As HMRC collects 93.5% of expected revenues, RTI is thanked for decreasing the gap between actual and expected income.
Every year, the UK tax authorities calculate what they expect to receive in tax revenues. And every year, without exception, they’re disappointed. That’s because revenue never, ever matches expectations. It didn’t match expectations last year either, but the gap between hope and reality was the smallest ever, and it seems the Exchequer has real time information (RTI) to thank.
According to data published by HMRC, 93.5% of the tax owed by businesses and individuals was collected. The gap may have still stood at a hefty £36bn, but it marks an improvement on even the figure from the previous year, where the gap was £37bn. Top of Form
Real time reductions
The HMRC attributes the shrinking tax gap to RTI, the real time information approach to employee pay implemented in 2013 that saw employers and their payroll services companies reporting employee pay on or before each payday, rather than at year end.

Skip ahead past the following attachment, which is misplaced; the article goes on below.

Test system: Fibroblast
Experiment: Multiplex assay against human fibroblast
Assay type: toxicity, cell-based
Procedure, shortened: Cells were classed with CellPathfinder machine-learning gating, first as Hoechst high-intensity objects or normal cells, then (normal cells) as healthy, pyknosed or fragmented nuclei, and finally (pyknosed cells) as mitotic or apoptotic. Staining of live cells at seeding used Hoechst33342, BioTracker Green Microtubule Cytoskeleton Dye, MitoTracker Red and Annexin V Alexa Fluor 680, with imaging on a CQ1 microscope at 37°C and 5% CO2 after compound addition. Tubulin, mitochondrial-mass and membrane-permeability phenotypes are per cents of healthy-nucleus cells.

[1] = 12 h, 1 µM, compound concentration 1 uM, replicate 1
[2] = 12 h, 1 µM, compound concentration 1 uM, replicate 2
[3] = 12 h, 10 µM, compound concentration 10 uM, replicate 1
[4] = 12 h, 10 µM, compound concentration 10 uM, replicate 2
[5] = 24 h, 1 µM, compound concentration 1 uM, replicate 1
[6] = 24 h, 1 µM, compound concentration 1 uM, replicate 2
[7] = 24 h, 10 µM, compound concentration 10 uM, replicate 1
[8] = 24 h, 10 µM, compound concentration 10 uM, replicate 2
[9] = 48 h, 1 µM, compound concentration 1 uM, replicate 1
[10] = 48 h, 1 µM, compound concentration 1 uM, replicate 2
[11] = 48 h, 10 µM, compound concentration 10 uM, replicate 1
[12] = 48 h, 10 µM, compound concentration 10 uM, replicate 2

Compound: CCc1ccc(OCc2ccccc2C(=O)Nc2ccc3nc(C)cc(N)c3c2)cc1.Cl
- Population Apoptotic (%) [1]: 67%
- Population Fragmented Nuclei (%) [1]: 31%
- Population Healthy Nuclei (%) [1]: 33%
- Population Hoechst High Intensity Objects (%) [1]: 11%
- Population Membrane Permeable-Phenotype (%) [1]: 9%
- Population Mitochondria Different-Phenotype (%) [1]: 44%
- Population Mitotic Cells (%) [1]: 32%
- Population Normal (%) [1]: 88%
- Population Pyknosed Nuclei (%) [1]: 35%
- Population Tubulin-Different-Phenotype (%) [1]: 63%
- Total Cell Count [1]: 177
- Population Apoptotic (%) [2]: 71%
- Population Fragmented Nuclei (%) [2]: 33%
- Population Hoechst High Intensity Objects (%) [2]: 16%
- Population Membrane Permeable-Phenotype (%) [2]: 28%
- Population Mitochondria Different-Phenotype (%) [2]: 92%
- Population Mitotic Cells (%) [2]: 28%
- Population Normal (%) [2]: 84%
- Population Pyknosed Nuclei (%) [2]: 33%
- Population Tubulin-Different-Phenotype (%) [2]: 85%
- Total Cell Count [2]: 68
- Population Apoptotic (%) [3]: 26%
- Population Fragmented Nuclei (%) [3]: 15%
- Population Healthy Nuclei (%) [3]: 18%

The result of the change has been a huge drop (from 41% to 24%) in the proportion of small and medium sized employers failing to correctly operate PAYE schemes, equating to a tax gap amongst SMEs of £2.8bn, down from £4bn in 2005-6.
The self assessment revenue gap has also fallen, from 29% underpaying in 2005-6 to 22% in 2012-13. VAT discrepancies also fell, and the greatest reduction was seen in the gap from corporation tax and excise tax.
The incredible shrinking gap
It’s not easy to accurately calculate how much of the financial gap was a result of tax evasion, and how much was simply lost to innocent non-compliance in the end of year scramble. But the gap is likely to shrink further as the government pushes ahead with plans to increase the frequency of financial reporting, which it expects to continue driving up accuracy and revenues.
If the thought of more reporting sends a shiver down the spine, talk to your payroll services provider about ways of making life easier. Give us a call.